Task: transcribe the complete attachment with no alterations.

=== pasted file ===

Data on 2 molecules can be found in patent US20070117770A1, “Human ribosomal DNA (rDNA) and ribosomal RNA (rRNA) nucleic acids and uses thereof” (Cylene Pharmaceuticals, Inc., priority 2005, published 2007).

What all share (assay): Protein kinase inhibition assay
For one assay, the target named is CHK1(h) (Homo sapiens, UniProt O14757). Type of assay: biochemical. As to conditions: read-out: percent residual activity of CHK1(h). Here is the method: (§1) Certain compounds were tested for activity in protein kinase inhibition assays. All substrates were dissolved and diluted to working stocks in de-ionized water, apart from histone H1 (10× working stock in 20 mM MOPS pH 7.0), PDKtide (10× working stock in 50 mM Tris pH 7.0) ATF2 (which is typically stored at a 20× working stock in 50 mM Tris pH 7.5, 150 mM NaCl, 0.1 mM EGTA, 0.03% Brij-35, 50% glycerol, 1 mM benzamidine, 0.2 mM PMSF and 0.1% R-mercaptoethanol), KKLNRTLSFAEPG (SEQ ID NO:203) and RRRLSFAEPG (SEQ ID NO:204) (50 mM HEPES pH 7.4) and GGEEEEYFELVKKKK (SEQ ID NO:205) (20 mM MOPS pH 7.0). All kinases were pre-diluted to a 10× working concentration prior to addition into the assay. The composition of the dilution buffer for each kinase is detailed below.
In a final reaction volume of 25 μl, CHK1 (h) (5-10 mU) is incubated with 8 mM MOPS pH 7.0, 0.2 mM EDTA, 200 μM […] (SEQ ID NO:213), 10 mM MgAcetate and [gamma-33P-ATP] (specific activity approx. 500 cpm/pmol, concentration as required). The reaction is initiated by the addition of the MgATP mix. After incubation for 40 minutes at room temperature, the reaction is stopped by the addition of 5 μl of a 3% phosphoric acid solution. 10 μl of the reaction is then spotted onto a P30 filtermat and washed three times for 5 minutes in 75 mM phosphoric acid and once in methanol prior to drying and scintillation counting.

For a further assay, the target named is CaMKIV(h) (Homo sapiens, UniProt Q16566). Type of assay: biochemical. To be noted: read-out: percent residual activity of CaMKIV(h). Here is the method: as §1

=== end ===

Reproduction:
Data on 2 molecules can be found in patent US20070117770A1, “Human ribosomal DNA (rDNA) and ribosomal RNA (rRNA) nucleic acids and uses thereof” (Cylene Pharmaceuticals, Inc., priority 2005, published 2007).

What all share (assay): Protein kinase inhibition assay
For one assay, the target named is CHK1(h) (Homo sapiens, UniProt O14757). Type of assay: biochemical. As to conditions: read-out: percent residual activity of CHK1(h). Here is the method: (§1) Certain compounds were tested for activity in protein kinase inhibition assays. All substrates were dissolved and diluted to working stocks in de-ionized water, apart from histone H1 (10× working stock in 20 mM MOPS pH 7.0), PDKtide (10× working stock in 50 mM Tris pH 7.0) ATF2 (which is typically stored at a 20× working stock in 50 mM Tris pH 7.5, 150 mM NaCl, 0.1 mM EGTA, 0.03% Brij-35, 50% glycerol, 1 mM benzamidine, 0.2 mM PMSF and 0.1% R-mercaptoethanol), KKLNRTLSFAEPG (SEQ ID NO:203) and RRRLSFAEPG (SEQ ID NO:204) (50 mM HEPES pH 7.4) and GGEEEEYFELVKKKK (SEQ ID NO:205) (20 mM MOPS pH 7.0). All kinases were pre-diluted to a 10× working concentration prior to addition into the assay. The composition of the dilution buffer for each kinase is detailed below.
In a final reaction volume of 25 μl, CHK1 (h) (5-10 mU) is incubated with 8 mM MOPS pH 7.0, 0.2 mM EDTA, 200 μM […] (SEQ ID NO:213), 10 mM MgAcetate and [gamma-33P-ATP] (specific activity approx. 500 cpm/pmol, concentration as required). The reaction is initiated by the addition of the MgATP mix. After incubation for 40 minutes at room temperature, the reaction is stopped by the addition of 5 μl of a 3% phosphoric acid solution. 10 μl of the reaction is then spotted onto a P30 filtermat and washed three times for 5 minutes in 75 mM phosphoric acid and once in methanol prior to drying and scintillation counting.

For a further assay, the target named is CaMKIV(h) (Homo sapiens, UniProt Q16566). Type of assay: biochemical. To be noted: read-out: percent residual activity of CaMKIV(h). Here is the method: as §1